The Bellmore-Merrick Central High School District Board of Education was set to approve the 2020-21 calendar at its Dec. 4 meeting, but before regular business began, Trustee Dr. Nancy Kaplan announced that the item would be tabled until the new year to give trustees another month to decide if they want to include the Muslim holidays of Eid al-Fitr and Eid al-Adha.
For the past two years, Muslim families in the community have attended the Central High School, North Bellmore and North Merrick Board of Education meetings to advocate for Eid’s addition to the school calendar, arguing that observant students should not be forced to choose between education and faith.
Frustrations peaked at Central’s September meeting, said Merrick resident Rania Elbaz, when one of the topics was Section 3210 of New York state’s education law, which details attendance requirements. Under the statute, trustees are to determine whether holding school on a religious holiday, such as Eid, would result “in the waste of educational resources because a considerable proportion of the student population is unlikely to attend because of a religious or cultural day of observance.”
Elbaz said this was the first time she and other supporters were made aware of the statute. Referencing the law at the Dec. 4 meeting, she said, “We understand it means we are not legally entitled to have our holiday, but at the same time it is very vague, and [relies] entirely on attendance records — which seems to be the only way to quantify the Muslims in the community, according to the board. [It] really defeats the whole purpose of us being here.”
In response, Elbaz posted a petition to Change.org in mid-November, asking the Bellmore-Merrick districts to close school in observance of Eid. The petition had more than 500 signatures at press time.
“Closing school allows Muslim children to celebrate their most sacred holidays without fear of falling behind,” the petition reads. “In today’s highly competitive academic environment, this amounts to asking Muslim students to choose between their academics and their faith, something we don’t ask of their Christian or Jewish classmates.”
What is Eid, and who observes it?
Eid al-Fitr celebrates the end of the 30-day Ramadan fast, and Eid al-Adha celebrates Abraham’s sacrifice of the ram in place of his son Isaac. In the Muslim faith, families celebrate the holidays from sunset to sunset by enjoying feasts, exchanging gifts and going on scavenger hunts in their communities
New York City public schools have recognized Eid since 2015. Administrators have mapped out a plan to coordinate school calendars for the next 30 years, since the dates of the holidays change annually based on the lunar calendar.
A number of schools in Nassau County — including East Meadow, Herricks, Jericho, Syosset and Valley Stream — have added Eid to their calendars, and some districts also observe the Hindu holiday Diwali.
Eid did not fall within Bellmore-Merrick’s 2019-20 academic calendar, so the board did not vote on its inclusion in January. In May 2021, however, Eid al-Fitr falls on a Wednesday. Elbaz’s petition argues that adding the holidays would only require schools to close for an additional day or two per academic year.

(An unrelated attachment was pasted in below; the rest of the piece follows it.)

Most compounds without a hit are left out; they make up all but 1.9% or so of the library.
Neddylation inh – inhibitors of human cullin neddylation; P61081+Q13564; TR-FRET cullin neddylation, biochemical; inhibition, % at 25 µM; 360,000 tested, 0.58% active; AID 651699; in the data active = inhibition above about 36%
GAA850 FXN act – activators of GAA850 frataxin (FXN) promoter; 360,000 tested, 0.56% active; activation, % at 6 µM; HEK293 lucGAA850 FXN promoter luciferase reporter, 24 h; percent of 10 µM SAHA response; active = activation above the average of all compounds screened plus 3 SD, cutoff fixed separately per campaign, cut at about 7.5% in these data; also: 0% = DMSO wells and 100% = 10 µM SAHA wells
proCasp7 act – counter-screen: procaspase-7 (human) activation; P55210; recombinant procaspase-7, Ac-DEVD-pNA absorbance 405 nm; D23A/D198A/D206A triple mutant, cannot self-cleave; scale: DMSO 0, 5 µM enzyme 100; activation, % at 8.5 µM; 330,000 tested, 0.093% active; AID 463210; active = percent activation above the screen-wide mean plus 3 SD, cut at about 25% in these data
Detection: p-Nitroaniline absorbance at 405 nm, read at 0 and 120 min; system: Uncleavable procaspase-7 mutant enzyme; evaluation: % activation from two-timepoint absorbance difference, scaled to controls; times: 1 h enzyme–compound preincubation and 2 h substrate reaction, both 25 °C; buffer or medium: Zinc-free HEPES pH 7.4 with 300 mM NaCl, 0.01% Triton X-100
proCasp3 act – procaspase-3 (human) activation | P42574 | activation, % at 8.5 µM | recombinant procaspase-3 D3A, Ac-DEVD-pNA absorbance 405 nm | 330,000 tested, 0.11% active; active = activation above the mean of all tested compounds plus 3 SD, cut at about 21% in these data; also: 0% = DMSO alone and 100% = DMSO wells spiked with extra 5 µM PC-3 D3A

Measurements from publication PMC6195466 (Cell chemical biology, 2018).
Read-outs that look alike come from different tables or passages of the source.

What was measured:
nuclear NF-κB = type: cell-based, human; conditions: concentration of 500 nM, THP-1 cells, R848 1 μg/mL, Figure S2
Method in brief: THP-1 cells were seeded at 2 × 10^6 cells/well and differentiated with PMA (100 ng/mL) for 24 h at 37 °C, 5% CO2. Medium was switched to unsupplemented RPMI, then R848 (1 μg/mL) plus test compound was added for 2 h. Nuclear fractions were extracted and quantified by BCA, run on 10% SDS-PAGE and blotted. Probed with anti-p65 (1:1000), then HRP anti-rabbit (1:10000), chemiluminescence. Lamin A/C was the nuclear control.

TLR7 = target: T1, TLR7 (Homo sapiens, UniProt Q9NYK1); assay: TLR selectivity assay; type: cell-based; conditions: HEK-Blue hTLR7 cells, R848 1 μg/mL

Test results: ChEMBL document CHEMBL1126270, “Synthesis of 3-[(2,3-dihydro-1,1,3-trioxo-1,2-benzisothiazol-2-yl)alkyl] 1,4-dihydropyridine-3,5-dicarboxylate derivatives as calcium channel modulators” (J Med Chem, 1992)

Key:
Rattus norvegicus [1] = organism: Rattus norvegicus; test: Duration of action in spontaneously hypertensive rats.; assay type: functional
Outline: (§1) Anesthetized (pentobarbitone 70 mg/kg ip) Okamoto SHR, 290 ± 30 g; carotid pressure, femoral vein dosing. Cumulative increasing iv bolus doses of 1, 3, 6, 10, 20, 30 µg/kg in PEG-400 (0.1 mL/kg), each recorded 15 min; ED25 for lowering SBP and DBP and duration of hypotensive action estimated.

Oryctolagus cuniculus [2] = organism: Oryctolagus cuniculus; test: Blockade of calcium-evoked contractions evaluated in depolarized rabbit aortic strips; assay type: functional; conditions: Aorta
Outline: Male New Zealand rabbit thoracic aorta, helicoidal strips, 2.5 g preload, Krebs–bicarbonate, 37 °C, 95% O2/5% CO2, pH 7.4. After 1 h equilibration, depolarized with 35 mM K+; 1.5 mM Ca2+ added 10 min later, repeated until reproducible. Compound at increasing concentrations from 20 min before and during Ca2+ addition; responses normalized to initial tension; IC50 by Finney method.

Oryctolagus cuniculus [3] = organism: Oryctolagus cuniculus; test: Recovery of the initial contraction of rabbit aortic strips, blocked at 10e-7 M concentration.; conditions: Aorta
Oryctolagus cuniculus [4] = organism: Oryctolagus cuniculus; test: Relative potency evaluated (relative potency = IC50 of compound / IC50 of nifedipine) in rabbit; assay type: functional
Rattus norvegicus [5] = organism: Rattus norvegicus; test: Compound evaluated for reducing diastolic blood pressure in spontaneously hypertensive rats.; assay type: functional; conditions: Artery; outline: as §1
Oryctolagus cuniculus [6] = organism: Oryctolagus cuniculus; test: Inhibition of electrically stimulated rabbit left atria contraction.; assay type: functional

Students speak out
During public comment, 12 people — Muslim and non-Muslim — spoke in favor of adding Eid to the calendar. Four of the speakers were students.
Elbaz’s son, Amir Ibrahim, a sixth-grader at Camp Avenue Elementary School, advised the board to take the petition into consideration. “It’s a hard decision every year that Muslim families have to make to send their kids to school on Eid or not, because if they don’t, they could be at an academic disadvantage, and that’s kind of unfair,” he said. “If [we had] Eid off, it could erase that problem.”
Alisha Marfani, a freshman at Mepham High School, said that choosing between a religious holiday and school is “a choice that no kid should ever have to face.” Her sister, Summer, a sophomore at Mepham, asked the board to consider the issue from the students’ point of view.
“To see our holiday being pushed off and seen as an inconvenience,” Summer said, “we feel left out, and we don’t feel included.”
Reza Aziz, a junior at Calhoun High School, argued that adding Eid to the calendar would enlighten non-Muslim students of what the holidays stand for, and make them more accepting of the Islamic religion in general.
Calhoun Principal Nicole Hollings “always encourages us to bring the student populations together, and . . . to be accepting of other groups,” Aziz said, “and I think that this is the way forward.”
Kaplan said the board’s education about Eid and the impact it would have if included on the calendar has given trustees “a greater sensitivity” to the experiences of the community’s growing Muslim population. (see box)
“We have looked at this issue over the last 18 months in a way that I don’t think we’ve looked at any other issue except school security,” she said. “We need to come to the best decision for everyone, and we are trying to do that. We’re not there yet, but we’re going to be there.”
The board will vote on the 2020-21 calendar at its next meeting on Jan. 8, at 8 p.m., at Brookside School, at 1260 Meadowbrook Road in Merrick.